I tried to find info on the M-Hexanon 50mm f1.2 and the 60mm f1.2 and usually, the info is in dribs and drabs. Compared to the other jewels like the UC-Hexanon 35mm f2 or the 50mm f2, information is scarce. So I decided to start a thread on these lenses and ask for everyone's input. Feel free to keep adding pictures, info, data, history or whatever you have.
With prices rising and sighs about soaring prices, especially the 50mm Summilux ASPH and the Noctilux, I think the M-Hexanons present good value a viable alternative.
A thread on the LTM 60mm is here: http://www.rangefinderforum.com/foru...ad.php?t=53042
First off, size comparison:
L-R: Leica Noctilux f1, Konica M-Hexanon 60mm f1.2, Konica M-Hexanon 50mm f1.2, Leica Summilux 50mm f1.2 ASPH.
For the Konica M-Hexanon 50mm f1.2mm lens (62mm filter, 0.9m minimun focusing distance), it comes in a set together with the Millennium Limited Edition camera body. 2001 sets were issued to correspond with the year in which it was launched. According to the Wiki
2001 Limited Edition
"Konica produced a chrome-finish Hexar RF camera, targeted for the year 2001 (the new millennium) in a limited release of 2001 units, supplied in a boxed set including a new M-Hexanon 50mm f1.2 lens and HX-18 flash . The lens was only manufactured for this set, so examples are unavailable except in conjunction with the limited-edition kit or the (apparently few) occasions where components of the kit have been separated. This means that most are held by collectors or those willing to pay "collectible" prices."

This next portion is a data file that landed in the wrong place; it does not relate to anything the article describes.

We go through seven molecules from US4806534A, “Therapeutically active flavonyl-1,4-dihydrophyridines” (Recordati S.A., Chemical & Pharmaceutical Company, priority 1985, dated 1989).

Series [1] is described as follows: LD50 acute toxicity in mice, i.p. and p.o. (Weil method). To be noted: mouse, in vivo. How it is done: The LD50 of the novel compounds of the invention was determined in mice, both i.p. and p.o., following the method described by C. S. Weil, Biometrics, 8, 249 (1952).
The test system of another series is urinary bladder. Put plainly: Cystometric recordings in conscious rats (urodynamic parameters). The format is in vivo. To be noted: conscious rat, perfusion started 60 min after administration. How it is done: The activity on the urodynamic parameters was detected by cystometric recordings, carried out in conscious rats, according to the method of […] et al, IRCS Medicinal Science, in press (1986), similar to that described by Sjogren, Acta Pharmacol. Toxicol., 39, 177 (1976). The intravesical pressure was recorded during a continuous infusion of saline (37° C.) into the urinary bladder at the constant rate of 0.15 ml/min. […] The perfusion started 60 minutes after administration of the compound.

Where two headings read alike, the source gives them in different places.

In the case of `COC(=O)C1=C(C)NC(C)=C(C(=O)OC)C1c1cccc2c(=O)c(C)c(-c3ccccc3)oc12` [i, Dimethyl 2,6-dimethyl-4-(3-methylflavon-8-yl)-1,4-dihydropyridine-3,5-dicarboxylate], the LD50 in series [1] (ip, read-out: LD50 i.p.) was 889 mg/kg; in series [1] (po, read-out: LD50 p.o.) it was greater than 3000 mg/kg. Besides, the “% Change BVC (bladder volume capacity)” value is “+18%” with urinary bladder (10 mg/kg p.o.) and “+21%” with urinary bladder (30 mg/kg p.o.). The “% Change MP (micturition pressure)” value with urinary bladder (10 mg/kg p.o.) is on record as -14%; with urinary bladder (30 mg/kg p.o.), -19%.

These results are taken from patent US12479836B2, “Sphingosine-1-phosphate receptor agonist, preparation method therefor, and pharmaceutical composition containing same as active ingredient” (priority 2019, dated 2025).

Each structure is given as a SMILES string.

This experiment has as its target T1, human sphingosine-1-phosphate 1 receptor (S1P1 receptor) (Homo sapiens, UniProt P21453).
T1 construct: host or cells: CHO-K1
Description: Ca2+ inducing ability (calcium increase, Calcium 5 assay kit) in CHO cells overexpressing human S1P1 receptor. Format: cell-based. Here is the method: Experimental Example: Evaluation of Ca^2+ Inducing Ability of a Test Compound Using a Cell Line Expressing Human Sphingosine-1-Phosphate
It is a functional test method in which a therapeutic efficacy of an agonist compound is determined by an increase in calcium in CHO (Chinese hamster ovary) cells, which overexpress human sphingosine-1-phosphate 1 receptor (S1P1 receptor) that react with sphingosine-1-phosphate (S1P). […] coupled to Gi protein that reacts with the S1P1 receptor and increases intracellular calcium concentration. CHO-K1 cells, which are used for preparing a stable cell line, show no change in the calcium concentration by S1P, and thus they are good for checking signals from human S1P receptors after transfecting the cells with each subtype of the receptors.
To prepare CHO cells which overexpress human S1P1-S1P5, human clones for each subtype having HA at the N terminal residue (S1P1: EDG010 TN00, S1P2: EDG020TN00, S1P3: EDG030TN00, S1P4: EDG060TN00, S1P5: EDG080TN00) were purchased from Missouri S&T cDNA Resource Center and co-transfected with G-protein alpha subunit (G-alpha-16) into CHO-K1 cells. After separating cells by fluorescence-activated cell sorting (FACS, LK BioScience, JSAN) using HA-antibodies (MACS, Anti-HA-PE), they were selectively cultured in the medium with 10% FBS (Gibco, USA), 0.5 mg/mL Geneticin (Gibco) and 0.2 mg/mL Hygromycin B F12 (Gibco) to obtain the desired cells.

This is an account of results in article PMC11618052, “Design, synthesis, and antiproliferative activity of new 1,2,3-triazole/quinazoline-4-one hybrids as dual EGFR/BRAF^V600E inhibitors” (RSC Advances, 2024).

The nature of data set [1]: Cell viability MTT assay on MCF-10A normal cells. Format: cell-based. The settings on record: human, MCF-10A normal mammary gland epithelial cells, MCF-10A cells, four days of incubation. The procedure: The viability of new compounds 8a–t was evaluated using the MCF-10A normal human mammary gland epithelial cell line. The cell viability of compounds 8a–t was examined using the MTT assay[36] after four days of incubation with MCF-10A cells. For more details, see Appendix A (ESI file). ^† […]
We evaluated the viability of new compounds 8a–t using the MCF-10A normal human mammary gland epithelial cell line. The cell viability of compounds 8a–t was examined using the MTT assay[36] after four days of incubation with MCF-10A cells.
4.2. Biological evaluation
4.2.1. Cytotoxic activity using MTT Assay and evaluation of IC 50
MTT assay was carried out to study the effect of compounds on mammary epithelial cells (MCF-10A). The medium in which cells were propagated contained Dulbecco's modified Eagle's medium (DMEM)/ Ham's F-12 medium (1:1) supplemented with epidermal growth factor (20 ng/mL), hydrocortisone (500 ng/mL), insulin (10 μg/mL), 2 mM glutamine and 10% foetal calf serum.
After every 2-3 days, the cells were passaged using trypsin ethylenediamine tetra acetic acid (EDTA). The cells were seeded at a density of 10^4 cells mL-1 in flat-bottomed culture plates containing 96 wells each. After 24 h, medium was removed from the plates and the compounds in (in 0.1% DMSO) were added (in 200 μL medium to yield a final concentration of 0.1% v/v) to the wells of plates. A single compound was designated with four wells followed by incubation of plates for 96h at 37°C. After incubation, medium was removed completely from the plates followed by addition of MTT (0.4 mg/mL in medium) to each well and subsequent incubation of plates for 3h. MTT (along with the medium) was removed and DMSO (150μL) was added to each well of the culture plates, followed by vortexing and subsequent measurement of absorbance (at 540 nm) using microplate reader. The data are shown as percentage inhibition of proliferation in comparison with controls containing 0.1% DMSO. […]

One reference to the 50mm is from Chasseur d'Image: "Compared to the Noctilux, the 1.2 wins and here noticably at every aperture, vigneting and distortion". However, I'm unable to verify the source (edition date). The diagram below is from an older design in LTM, not the modern M mount version.
The Konica M-Hexanon 60mm (58mm filter, 0.8m minimum focusing distance, 7 elements in 6 groups, 10 aperture blades) was introduced in 1999 at a selling price of US$1,600 for the Japanese domestic market, and 800 were produced. The design as follows:
Reference from Erwin Puts:
"Through the Hexanon 1.2/60mm at full aperure flows less energy than through the Noctilux 1.0/50mm. In fact the Hexanon at 1,2 is equal to the Noctilux at f/1.4. When comparing the two lenses at their full aperture, one should be aware of the fact that it is a f/1.0 against f/1.4 game.
On test the Hexanon at full aperture produced medium to high overall contrast with excellent on axis performance. Very fine detail is clearly recorded, but tangentially oriented structured are recorded very softly. The overall effect of both orientations would be a softening of the contrast of fine detail. In the field chromatic aberrations can be detected as color fringes around the edges of outlines. Some curvature of field is also noticeable. The on axis performance extends over a circle with a diameter of about 8mm. Beyond this circle, image quality rapidly falls away, and in a small zone beyond the 8mm area, fine detail has good visibility with a low contrast. In the outer zones and far edges the outlines of bigger objects are quite fuzzy.
At a focus distance of 1 meter, this general behavior holds, but contrast drops over the whole image field. Some of the lens-elements of the Hexanon are large and have very thin edges. I could note some decentring. The report is based on the correct centring."
A page from the past in 1956: